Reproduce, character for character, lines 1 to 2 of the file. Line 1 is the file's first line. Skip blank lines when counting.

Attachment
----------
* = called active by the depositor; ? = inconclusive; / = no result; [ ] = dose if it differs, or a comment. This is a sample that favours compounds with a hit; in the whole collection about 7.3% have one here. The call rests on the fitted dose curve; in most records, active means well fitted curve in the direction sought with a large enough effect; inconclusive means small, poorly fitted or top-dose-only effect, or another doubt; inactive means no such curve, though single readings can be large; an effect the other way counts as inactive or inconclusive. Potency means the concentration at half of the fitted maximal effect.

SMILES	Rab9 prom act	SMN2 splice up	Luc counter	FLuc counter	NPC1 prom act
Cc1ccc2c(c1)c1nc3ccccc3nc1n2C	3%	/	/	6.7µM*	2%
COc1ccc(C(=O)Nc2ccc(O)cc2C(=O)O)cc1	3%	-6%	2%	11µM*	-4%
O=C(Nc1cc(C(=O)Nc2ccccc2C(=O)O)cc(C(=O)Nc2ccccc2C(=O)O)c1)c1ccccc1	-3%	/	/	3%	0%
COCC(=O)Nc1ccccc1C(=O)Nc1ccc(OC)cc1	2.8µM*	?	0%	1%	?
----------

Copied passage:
* = called active by the depositor; ? = inconclusive; / = no result; [ ] = dose if it differs, or a comment. This is a sample that favours compounds with a hit; in the whole collection about 7.3% have one here. The call rests on the fitted dose curve; in most records, active means well fitted curve in the direction sought with a large enough effect; inconclusive means small, poorly fitted or top-dose-only effect, or another doubt; inactive means no such curve, though single readings can be large; an effect the other way counts as inactive or inconclusive. Potency means the concentration at half of the fitted maximal effect.

SMILES	Rab9 prom act	SMN2 splice up	Luc counter	FLuc counter	NPC1 prom act